One of the first things we have learned about politics this semester is that there is a constant struggle over the true definition, especially in how broad or narrow the definition is. When Thomas Jefferson wrote that “Politics are such torment that I would advise everyone I love not to mix with them. ” it is understood that he is referring to the electoral and governmental aspects of politics. If Dr.
Michael Rivage-Seul and Leslie Cagan were to read this quote, they would argue that Jefferson has an extremely narrow view of politics and that if one were to desire a more accurate definition, they would have to look further than the restrictive culturally accepted definition. Martin Luther King, Jr. would also disagree with this definition but he I think he would have a bigger problem with the advice that Jefferson is giving.
All three of the authors that we have looked at would, in one way or another, be forced to disagree with Jefferson based on the principles that they try to uphold and emphasize in their writings and speeches. According to Dr. Michael Rivage-Seul, we are living in a world full of deceit and human frailty. He stresses this particular point in his essay “Taking Risks in Plato? s Cave” which helps to illustrate that not everything we know to be true is actually true.
He also believes that, just as in the parable, we have an obligation to ourselves to look at all aspects and trey to understand all observed viewpoints. His words enforce this belief when he says “We can’t begin our escape from ignorance without the intervention of an outsider, without listening to others. ” (Rivage-Seul, 6). In his teachings, Rivage-Seul tries to highlight the importance of thinking for ourselves and always being weary of a socially accepted truth. If Leslie Cagan, author of the essay “What is Politics?
” was asked to comment on Jeffersons’ quote, I would imagine that she would probably scorn him for his narrow minded view of politics. I am also led to believe that she would say that Jefferson was no more politically aware than the rest of the general public because of the common ignorant definition they share. Cagan would argue that politics has to do with just about everything in the world and he stresses the complexity and immeasurable depth in the word when he says “How we understand (and therefore act out of that understanding)
“politics” and “political struggle” is no small matter. ” (Cagan 60). Cagan also believes that by narrowing our definition, we are undermining all of the important work done by the various social movements. She enforces this belief by saying “To limit the meaning of politics and political struggle to only the electoral and legislative arena is to deny our own history and ignore the insights of major movements of our time. ” (Cagan 60).
Cagan is implying that by limiting our definition of politics, we are accepting that people outside of the electoral and legislative aspects of the government, could never have nay effect on the way the country is run. She is also saying that by accepting this common misconception , we are taking credit away from the thoughts and inspirations that eventually led such influential cultural movements as the Civil Rights movement and the Women’s Rights movement. Those issues weren’t political until someone, such as Martin Luther King, Jr.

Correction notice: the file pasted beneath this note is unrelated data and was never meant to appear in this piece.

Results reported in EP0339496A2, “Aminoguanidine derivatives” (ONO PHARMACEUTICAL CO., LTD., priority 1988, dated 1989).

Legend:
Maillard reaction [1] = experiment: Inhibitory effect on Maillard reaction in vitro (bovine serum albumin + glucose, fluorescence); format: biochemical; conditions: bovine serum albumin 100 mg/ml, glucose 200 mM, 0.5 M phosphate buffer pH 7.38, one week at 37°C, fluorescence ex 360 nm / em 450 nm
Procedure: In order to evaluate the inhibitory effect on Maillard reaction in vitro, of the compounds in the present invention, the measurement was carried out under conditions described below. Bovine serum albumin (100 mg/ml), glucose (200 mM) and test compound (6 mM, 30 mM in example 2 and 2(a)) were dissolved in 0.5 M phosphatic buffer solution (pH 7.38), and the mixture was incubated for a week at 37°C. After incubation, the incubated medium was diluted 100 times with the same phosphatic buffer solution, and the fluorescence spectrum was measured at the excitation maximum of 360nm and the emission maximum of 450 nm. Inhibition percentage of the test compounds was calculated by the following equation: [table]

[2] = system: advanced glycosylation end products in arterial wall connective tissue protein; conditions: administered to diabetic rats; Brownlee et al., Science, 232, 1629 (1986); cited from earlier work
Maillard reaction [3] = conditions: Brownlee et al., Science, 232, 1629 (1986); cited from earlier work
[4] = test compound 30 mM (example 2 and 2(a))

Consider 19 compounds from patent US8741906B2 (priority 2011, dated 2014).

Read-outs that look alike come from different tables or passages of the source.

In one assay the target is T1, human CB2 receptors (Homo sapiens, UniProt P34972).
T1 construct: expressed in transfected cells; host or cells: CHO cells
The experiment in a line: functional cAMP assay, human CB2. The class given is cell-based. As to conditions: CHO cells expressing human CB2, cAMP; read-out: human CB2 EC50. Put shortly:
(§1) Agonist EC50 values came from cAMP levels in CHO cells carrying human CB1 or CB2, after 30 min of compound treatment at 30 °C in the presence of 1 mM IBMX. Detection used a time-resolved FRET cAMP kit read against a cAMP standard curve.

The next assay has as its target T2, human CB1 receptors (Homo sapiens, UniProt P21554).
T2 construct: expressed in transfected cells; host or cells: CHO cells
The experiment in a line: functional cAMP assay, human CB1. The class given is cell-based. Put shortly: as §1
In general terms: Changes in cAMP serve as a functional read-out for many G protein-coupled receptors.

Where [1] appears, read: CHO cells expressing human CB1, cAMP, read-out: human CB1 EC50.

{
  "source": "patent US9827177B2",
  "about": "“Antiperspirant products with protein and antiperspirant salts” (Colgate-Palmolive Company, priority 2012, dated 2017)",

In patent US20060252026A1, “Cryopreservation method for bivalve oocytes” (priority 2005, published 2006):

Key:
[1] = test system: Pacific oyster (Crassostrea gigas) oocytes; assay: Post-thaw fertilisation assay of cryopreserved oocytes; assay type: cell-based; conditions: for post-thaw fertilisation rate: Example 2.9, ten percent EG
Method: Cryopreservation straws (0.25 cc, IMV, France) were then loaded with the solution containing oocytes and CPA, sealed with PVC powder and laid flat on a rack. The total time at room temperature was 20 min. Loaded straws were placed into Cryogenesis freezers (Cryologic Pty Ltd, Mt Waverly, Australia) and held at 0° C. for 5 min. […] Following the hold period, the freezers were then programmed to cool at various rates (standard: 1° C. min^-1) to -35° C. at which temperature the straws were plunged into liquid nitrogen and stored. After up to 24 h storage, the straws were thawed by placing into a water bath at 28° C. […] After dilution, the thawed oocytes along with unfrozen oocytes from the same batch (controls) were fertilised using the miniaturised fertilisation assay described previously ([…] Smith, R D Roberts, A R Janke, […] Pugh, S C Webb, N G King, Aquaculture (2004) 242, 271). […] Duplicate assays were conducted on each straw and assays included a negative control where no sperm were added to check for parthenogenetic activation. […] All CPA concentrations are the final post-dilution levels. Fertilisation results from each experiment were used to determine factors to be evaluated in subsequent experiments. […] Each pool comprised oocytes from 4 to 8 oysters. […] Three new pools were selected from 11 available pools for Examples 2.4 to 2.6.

spoke up and made everyone aware of his cause. What Cagan believes is that we should never the definition of politics because just about everything from the tea or coffee we drink in the morning to the television shows that watch to the air we breathe is political. Although Thomas Jefferson was one of the beloved writers of our Declaration of Independence, Martin Luther King, Jr. would probably say that Jefferson is just another “white moderate” that didn’t fully understand what exactly he was fighting for.
Both Jefferson and King fought for issues of equality and overturning commonly accepted injustices. King would be very disappointed in the matter of language that Jefferson used in his letter. King would argue that if ones’ cause was truly important and meaningful, then it is worth the torment and pain required to bring an issue to the forefront of mainstream cultural politics. With the discrepancy of the definition, King would interpret Jeffersons’ words to mean not to stick up for what you believe, and to let everything happen by itself.
King is the very opposite of this and if he were to have taken Jeffersons’ advice than the very essence of African-American history would be totally different. All three authors, Dr. Michael Rivage-Seul, Leslie Cagan, and Martin Luther King, Jr. , would agree that Jeffersons’ definition of politics is too vague and that the true idea of politics is that it is an unavoidable and necessary evil. What Jefferson didn’t understand was that politics is a part of everything and if one were to avoid politics and never dissent from the norm then there would never be any social change and everything would stay the same.
As King wrote in his “Letter from Birmingham Jail” “Injustice anywhere is a threat to justice everywhere. We are caught in an inescapable network of mutuality, tied in a single garment of destiny. Whatever affects one directly, affects all indirectly. Never again can we afford to live with the narrow, provincial “outside agitator” idea. Anyone who lives inside the United States can never be considered an outsider anywhere within its bounds. ” (King 328).